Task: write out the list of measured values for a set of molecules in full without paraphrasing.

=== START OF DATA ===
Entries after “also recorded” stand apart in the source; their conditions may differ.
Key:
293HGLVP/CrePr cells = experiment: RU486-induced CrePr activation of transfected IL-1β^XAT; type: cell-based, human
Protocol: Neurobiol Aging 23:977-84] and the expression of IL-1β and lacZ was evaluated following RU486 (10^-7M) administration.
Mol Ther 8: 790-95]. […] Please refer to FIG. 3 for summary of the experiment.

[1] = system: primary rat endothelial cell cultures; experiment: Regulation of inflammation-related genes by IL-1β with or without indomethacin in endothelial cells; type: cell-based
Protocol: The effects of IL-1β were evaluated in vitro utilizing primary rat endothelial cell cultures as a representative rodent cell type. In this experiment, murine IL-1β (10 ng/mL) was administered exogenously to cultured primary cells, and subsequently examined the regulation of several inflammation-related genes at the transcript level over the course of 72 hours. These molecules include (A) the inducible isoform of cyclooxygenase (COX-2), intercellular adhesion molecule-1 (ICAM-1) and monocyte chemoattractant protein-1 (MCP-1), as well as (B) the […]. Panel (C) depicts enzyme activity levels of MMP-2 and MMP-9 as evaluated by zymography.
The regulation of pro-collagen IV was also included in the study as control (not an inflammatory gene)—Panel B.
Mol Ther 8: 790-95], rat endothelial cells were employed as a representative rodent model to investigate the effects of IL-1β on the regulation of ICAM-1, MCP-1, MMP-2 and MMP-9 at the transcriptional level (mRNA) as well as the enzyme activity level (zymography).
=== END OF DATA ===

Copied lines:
Entries after “also recorded” stand apart in the source; their conditions may differ.
Key:
293HGLVP/CrePr cells = experiment: RU486-induced CrePr activation of transfected IL-1β^XAT; type: cell-based, human
Protocol: Neurobiol Aging 23:977-84] and the expression of IL-1β and lacZ was evaluated following RU486 (10^-7M) administration.
Mol Ther 8: 790-95]. […] Please refer to FIG. 3 for summary of the experiment.

[1] = system: primary rat endothelial cell cultures; experiment: Regulation of inflammation-related genes by IL-1β with or without indomethacin in endothelial cells; type: cell-based
Protocol: The effects of IL-1β were evaluated in vitro utilizing primary rat endothelial cell cultures as a representative rodent cell type. In this experiment, murine IL-1β (10 ng/mL) was administered exogenously to cultured primary cells, and subsequently examined the regulation of several inflammation-related genes at the transcript level over the course of 72 hours. These molecules include (A) the inducible isoform of cyclooxygenase (COX-2), intercellular adhesion molecule-1 (ICAM-1) and monocyte chemoattractant protein-1 (MCP-1), as well as (B) the […]. Panel (C) depicts enzyme activity levels of MMP-2 and MMP-9 as evaluated by zymography.
The regulation of pro-collagen IV was also included in the study as control (not an inflammatory gene)—Panel B.
Mol Ther 8: 790-95], rat endothelial cells were employed as a representative rodent model to investigate the effects of IL-1β on the regulation of ICAM-1, MCP-1, MMP-2 and MMP-9 at the transcriptional level (mRNA) as well as the enzyme activity level (zymography).